Last week Kristol was besieged in his office by the US press. The US has not had a new weekly conservative political magazine for four decades. The Standard will try to define a new generation of conservative thought and Washington has been abuzz about its launch for three months. That's why Kristol has to deal with 15 photographers before we can talk. Later he expresses his astonishment. "I suppose it just proves that Washington is ours now; the right is the focus of interest."
Kristol seems an unlikely media hero. A bookish-looking man in a suit, he's indistinguishable from so many other fortysomething Republicans who now clutter Washington's power eateries. Despite that, when Murdoch decided his empire needed a political weekly Bill Kristol got the job. "Actually we took the idea to Rupert," says Kristol. "That's true," says deputy editor John Podhoretz, former speechwriter for George Bush. "We were having coffee in New York, at the Utopia on Amsterdam Avenue. It was before last November's Republican landslide. We sensed a big victory was coming and we wanted a slice of the action."
The action moved from a New York greasy spoon to a silver service dinner in Beverly Hills where Murdoch keeps a mansion. That was where Kristol sealed the deal. "The first thing Rupert said was that we could have editorial independence," he says. "I believe he means that and so far we've heard little from him. He's been busy and so have we."
The Standard has set itself a tough job. It wants to reach politicians, journalists and academics - the type of people who usually avoid Murdoch tabloids such as the New York Post - without losing too much money, although it's doubtful that the Murdoch empire would be bothered by the kind of losses the Standard may make, given its hoped-for political influence. "We will be the interpreter, the critic, the conscience and the ideological promoter of the new conservative era," boasts Podhoretz. All this for three bucks an issue.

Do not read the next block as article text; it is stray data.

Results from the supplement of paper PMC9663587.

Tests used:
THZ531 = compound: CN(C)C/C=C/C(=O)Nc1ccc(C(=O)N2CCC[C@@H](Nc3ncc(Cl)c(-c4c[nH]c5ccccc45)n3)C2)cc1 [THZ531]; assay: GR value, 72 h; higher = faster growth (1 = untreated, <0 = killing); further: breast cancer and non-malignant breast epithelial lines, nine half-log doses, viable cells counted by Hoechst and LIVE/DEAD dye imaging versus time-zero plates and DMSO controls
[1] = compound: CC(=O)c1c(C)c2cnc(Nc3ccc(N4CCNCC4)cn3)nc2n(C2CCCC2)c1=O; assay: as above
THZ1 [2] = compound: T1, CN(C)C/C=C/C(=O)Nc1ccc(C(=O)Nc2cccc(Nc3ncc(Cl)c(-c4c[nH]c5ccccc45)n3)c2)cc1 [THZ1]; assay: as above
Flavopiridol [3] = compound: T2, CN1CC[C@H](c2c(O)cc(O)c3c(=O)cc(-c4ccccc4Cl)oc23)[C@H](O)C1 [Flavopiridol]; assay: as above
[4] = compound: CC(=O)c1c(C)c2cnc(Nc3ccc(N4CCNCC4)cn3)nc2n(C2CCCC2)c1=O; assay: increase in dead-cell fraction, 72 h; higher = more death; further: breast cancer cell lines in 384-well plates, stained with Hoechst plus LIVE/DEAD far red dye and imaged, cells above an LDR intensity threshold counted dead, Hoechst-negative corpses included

Putting the new magazine together, Kristol says, has "not been without its travails". Insiders confirm that there have been some fierce arguments about the choice of staff and the magazine's style. Some say they are disappointed that the format is so staid. "The Standard looks like a snappier version of the Spectator and there will be some cartoons," says Kristol. "We're not trying to be like Vanity Fair or anything glossy."
Kristol says what makes the new magazine unusual is its commitment to ideas. Its senior editors insist that the Standard will criticise Republicans as well as attack the Democrats. The first edition keeps this promise with a review condemning much of To Renew America, the book by the House Speaker Newt Gingrich, as "nonsense on stilts", and a leader by Kristol that dissects Bob Dole's many weaknesses and urges the retired Gulf war General Colin Powell to declare his interest in the presidency. Articles such as this, Kristol argues, prove his independence from Murdoch. "If Murdoch were simply acting to maximise profit, he would have shied away from a controversial magazine like this because it could actually hurt his relations with some politicians," says Kristol. "We've made it clear we are going to be critical and that we'll go after Republicans, too."